Now I know that this must've been a massive undertaking for you guys, but the fact of the matter remains that it still sounds very much like the melodic death metal equivalent of ABC gum. I've already tasted it and it's run out of flavor. We need something new and something fresh - something that you've alluded to here, but damn it; we may have to wait another couple of years before we actually get that fresh reinvention. As a longtime fan, I'm appalled that this two disc release is almost devoid of something more than what we've heard on nearly every release since Predator's Portrait and it was only welcomed there, because it wasn't something that we hadn't ever heard before from the band. This album seems to have gotten such mediocre scores because it really was so bland and expectable, something that doesn't make good musicians stand out amongst the ever-growing pack and the flood of metal discs that get released every year. These two discs of material showcase almost nothing, when we know that you're capable of far much more. If this two disc release is the send-off you're giving us, I will just let you know that in all honesty I'm clearly not happy with it; but will happily await your next project. Once again, I'm quite fond of The Night Flight Orchestra and wouldn't mind hearing another one of those in the future. I just know that from the story told by the music itself; you're capable of much more and could have crafted an exceptional masterpiece of an album that's an altogether different and unique shade of the band. I await such a release.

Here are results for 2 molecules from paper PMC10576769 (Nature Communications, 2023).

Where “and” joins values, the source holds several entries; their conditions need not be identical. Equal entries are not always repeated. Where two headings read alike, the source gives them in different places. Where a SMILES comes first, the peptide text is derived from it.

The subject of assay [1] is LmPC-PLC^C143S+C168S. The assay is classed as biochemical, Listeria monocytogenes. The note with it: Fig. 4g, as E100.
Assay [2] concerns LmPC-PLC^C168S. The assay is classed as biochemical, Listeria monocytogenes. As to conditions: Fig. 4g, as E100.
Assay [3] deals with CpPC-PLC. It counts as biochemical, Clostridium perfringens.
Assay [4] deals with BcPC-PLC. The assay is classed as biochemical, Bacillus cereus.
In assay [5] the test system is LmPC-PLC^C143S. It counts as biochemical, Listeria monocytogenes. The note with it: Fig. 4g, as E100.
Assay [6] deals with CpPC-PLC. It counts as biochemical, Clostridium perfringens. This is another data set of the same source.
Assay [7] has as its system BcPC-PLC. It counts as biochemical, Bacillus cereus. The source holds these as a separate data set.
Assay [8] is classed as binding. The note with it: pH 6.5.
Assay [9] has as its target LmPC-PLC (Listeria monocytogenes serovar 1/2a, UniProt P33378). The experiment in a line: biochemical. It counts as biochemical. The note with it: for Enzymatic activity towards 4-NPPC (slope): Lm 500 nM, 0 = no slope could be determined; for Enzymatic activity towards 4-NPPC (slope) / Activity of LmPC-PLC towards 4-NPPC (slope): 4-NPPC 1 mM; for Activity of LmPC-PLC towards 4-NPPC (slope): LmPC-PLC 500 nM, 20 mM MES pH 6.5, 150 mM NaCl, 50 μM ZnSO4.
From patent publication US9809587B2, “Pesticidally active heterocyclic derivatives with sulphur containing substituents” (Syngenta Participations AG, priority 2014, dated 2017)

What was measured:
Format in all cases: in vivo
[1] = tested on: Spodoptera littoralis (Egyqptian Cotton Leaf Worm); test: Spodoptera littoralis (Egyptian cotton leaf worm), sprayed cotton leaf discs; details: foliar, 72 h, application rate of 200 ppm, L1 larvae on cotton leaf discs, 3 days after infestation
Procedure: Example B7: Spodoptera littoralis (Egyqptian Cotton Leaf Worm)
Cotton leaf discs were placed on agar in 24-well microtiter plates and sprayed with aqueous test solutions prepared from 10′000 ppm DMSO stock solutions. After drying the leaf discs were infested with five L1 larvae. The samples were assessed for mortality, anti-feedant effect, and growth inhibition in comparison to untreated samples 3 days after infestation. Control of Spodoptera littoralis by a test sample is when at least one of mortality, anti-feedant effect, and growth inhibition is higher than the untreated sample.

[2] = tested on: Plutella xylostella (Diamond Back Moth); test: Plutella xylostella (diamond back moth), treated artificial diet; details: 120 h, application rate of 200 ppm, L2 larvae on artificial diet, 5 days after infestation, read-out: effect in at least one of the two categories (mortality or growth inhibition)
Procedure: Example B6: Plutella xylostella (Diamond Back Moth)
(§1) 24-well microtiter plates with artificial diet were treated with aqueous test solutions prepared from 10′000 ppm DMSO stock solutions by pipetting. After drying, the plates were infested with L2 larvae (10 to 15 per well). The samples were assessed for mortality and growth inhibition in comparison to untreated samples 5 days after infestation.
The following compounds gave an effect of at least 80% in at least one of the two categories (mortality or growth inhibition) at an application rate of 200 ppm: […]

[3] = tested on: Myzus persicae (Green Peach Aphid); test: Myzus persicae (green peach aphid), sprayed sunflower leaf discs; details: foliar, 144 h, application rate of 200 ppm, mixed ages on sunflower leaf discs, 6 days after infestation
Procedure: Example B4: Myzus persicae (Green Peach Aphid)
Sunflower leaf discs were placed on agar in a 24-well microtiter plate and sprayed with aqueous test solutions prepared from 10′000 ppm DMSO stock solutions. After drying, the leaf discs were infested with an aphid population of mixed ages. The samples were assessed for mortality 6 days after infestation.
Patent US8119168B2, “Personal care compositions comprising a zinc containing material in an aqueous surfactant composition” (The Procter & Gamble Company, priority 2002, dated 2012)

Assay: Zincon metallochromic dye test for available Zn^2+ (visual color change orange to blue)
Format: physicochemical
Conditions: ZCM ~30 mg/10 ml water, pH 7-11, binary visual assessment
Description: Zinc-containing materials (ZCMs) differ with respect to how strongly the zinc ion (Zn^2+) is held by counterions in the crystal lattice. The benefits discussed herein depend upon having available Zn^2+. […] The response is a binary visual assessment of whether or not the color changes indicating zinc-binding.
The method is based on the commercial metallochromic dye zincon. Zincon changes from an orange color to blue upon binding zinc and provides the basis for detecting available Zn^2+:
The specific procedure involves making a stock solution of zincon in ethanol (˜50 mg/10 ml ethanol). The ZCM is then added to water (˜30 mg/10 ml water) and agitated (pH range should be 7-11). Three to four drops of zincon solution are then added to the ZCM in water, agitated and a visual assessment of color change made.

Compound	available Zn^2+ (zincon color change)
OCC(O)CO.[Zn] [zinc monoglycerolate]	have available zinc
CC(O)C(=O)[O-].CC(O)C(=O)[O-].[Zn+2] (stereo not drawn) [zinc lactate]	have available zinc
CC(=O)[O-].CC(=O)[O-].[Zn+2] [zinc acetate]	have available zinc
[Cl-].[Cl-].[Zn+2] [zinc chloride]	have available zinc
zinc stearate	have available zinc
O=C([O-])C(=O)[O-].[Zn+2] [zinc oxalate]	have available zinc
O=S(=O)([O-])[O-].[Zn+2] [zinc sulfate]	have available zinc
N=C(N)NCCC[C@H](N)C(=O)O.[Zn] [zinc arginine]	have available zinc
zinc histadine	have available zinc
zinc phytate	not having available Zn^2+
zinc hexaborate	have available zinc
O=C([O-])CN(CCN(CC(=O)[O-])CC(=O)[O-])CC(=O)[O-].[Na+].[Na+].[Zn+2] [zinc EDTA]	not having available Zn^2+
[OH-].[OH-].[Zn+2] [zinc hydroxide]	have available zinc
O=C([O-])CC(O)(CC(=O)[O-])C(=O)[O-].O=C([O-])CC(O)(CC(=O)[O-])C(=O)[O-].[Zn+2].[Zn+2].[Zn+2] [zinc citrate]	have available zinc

Now, it's doubtful that anyone from the band will actually read the letter (let alone Bjorn Strid himself) that I've enclosed with this review, but you never know. At any rate, I can honestly say that I cannot recommend this new Soilwork disc. I just think it's got too much safe material and doesn't seem to offer enough risks that the band needs to take right now to make a dent in the massive melodic death metal genre that they had a major hand in creating. I'll be a fan of Soilwork until the day I die, but that doesn't mean that I'll stand by all of their releases. Nevertheless; it does have a few meritable tracks and seems to serve as a celebratory note of the band's legacy, if nothing else.